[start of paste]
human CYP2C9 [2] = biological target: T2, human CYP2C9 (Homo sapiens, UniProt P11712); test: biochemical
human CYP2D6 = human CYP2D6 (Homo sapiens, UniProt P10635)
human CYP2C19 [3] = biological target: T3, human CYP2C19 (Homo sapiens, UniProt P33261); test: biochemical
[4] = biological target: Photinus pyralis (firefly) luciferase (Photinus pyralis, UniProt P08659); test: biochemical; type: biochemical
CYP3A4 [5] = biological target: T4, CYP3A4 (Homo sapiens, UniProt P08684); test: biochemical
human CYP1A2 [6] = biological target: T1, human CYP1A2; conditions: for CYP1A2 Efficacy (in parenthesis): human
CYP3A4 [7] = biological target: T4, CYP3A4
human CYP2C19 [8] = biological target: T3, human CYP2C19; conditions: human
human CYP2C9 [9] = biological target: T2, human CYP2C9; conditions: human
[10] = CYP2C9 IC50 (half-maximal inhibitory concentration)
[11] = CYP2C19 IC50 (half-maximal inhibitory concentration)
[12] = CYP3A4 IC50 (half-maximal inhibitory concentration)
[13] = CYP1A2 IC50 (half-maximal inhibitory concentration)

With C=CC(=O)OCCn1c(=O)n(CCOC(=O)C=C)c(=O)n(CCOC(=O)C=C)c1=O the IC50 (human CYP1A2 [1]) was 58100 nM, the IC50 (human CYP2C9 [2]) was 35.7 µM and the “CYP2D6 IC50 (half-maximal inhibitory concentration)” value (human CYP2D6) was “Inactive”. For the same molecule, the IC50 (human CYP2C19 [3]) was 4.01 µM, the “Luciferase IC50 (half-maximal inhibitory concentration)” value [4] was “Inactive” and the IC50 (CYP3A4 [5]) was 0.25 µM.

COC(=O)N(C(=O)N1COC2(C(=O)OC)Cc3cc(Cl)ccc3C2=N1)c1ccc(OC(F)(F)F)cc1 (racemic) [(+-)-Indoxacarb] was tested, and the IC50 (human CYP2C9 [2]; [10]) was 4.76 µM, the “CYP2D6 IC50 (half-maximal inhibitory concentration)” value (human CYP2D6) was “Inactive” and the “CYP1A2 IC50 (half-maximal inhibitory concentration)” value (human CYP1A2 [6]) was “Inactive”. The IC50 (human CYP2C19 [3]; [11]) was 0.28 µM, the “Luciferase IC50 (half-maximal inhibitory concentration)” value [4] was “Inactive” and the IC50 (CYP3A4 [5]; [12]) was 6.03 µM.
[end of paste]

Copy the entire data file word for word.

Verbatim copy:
human CYP2C9 [2] = biological target: T2, human CYP2C9 (Homo sapiens, UniProt P11712); test: biochemical
human CYP2D6 = human CYP2D6 (Homo sapiens, UniProt P10635)
human CYP2C19 [3] = biological target: T3, human CYP2C19 (Homo sapiens, UniProt P33261); test: biochemical
[4] = biological target: Photinus pyralis (firefly) luciferase (Photinus pyralis, UniProt P08659); test: biochemical; type: biochemical
CYP3A4 [5] = biological target: T4, CYP3A4 (Homo sapiens, UniProt P08684); test: biochemical
human CYP1A2 [6] = biological target: T1, human CYP1A2; conditions: for CYP1A2 Efficacy (in parenthesis): human
CYP3A4 [7] = biological target: T4, CYP3A4
human CYP2C19 [8] = biological target: T3, human CYP2C19; conditions: human
human CYP2C9 [9] = biological target: T2, human CYP2C9; conditions: human
[10] = CYP2C9 IC50 (half-maximal inhibitory concentration)
[11] = CYP2C19 IC50 (half-maximal inhibitory concentration)
[12] = CYP3A4 IC50 (half-maximal inhibitory concentration)
[13] = CYP1A2 IC50 (half-maximal inhibitory concentration)

With C=CC(=O)OCCn1c(=O)n(CCOC(=O)C=C)c(=O)n(CCOC(=O)C=C)c1=O the IC50 (human CYP1A2 [1]) was 58100 nM, the IC50 (human CYP2C9 [2]) was 35.7 µM and the “CYP2D6 IC50 (half-maximal inhibitory concentration)” value (human CYP2D6) was “Inactive”. For the same molecule, the IC50 (human CYP2C19 [3]) was 4.01 µM, the “Luciferase IC50 (half-maximal inhibitory concentration)” value [4] was “Inactive” and the IC50 (CYP3A4 [5]) was 0.25 µM.

COC(=O)N(C(=O)N1COC2(C(=O)OC)Cc3cc(Cl)ccc3C2=N1)c1ccc(OC(F)(F)F)cc1 (racemic) [(+-)-Indoxacarb] was tested, and the IC50 (human CYP2C9 [2]; [10]) was 4.76 µM, the “CYP2D6 IC50 (half-maximal inhibitory concentration)” value (human CYP2D6) was “Inactive” and the “CYP1A2 IC50 (half-maximal inhibitory concentration)” value (human CYP1A2 [6]) was “Inactive”. The IC50 (human CYP2C19 [3]; [11]) was 0.28 µM, the “Luciferase IC50 (half-maximal inhibitory concentration)” value [4] was “Inactive” and the IC50 (CYP3A4 [5]; [12]) was 6.03 µM.